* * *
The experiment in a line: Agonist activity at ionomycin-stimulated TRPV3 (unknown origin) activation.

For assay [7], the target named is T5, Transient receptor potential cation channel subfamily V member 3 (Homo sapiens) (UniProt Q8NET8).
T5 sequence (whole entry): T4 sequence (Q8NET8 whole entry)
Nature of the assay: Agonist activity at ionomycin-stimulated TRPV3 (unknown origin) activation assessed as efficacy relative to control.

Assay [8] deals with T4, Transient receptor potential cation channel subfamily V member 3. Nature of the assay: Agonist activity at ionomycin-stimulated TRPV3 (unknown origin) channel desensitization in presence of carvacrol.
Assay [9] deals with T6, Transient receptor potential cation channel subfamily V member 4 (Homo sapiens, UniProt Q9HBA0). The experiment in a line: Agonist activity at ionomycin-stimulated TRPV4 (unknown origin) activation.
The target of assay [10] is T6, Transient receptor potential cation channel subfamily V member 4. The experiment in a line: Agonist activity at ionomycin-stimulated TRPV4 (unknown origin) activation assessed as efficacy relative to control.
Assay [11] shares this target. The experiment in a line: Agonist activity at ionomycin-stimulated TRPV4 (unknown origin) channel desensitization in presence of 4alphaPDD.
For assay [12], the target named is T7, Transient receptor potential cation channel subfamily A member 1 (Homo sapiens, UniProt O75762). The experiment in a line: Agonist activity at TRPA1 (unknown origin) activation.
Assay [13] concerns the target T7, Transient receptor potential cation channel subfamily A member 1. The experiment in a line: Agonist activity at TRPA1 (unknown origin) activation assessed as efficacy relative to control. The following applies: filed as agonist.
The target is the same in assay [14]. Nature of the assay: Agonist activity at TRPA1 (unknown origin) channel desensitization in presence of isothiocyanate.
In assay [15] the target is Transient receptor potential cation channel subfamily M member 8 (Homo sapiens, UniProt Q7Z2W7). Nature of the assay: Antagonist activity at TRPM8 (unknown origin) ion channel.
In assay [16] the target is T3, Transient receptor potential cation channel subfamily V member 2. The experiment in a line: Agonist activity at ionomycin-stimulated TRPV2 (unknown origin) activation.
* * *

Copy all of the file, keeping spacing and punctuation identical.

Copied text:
The experiment in a line: Agonist activity at ionomycin-stimulated TRPV3 (unknown origin) activation.

For assay [7], the target named is T5, Transient receptor potential cation channel subfamily V member 3 (Homo sapiens) (UniProt Q8NET8).
T5 sequence (whole entry): T4 sequence (Q8NET8 whole entry)
Nature of the assay: Agonist activity at ionomycin-stimulated TRPV3 (unknown origin) activation assessed as efficacy relative to control.

Assay [8] deals with T4, Transient receptor potential cation channel subfamily V member 3. Nature of the assay: Agonist activity at ionomycin-stimulated TRPV3 (unknown origin) channel desensitization in presence of carvacrol.
Assay [9] deals with T6, Transient receptor potential cation channel subfamily V member 4 (Homo sapiens, UniProt Q9HBA0). The experiment in a line: Agonist activity at ionomycin-stimulated TRPV4 (unknown origin) activation.
The target of assay [10] is T6, Transient receptor potential cation channel subfamily V member 4. The experiment in a line: Agonist activity at ionomycin-stimulated TRPV4 (unknown origin) activation assessed as efficacy relative to control.
Assay [11] shares this target. The experiment in a line: Agonist activity at ionomycin-stimulated TRPV4 (unknown origin) channel desensitization in presence of 4alphaPDD.
For assay [12], the target named is T7, Transient receptor potential cation channel subfamily A member 1 (Homo sapiens, UniProt O75762). The experiment in a line: Agonist activity at TRPA1 (unknown origin) activation.
Assay [13] concerns the target T7, Transient receptor potential cation channel subfamily A member 1. The experiment in a line: Agonist activity at TRPA1 (unknown origin) activation assessed as efficacy relative to control. The following applies: filed as agonist.
The target is the same in assay [14]. Nature of the assay: Agonist activity at TRPA1 (unknown origin) channel desensitization in presence of isothiocyanate.
In assay [15] the target is Transient receptor potential cation channel subfamily M member 8 (Homo sapiens, UniProt Q7Z2W7). Nature of the assay: Antagonist activity at TRPM8 (unknown origin) ion channel.
In assay [16] the target is T3, Transient receptor potential cation channel subfamily V member 2. The experiment in a line: Agonist activity at ionomycin-stimulated TRPV2 (unknown origin) activation.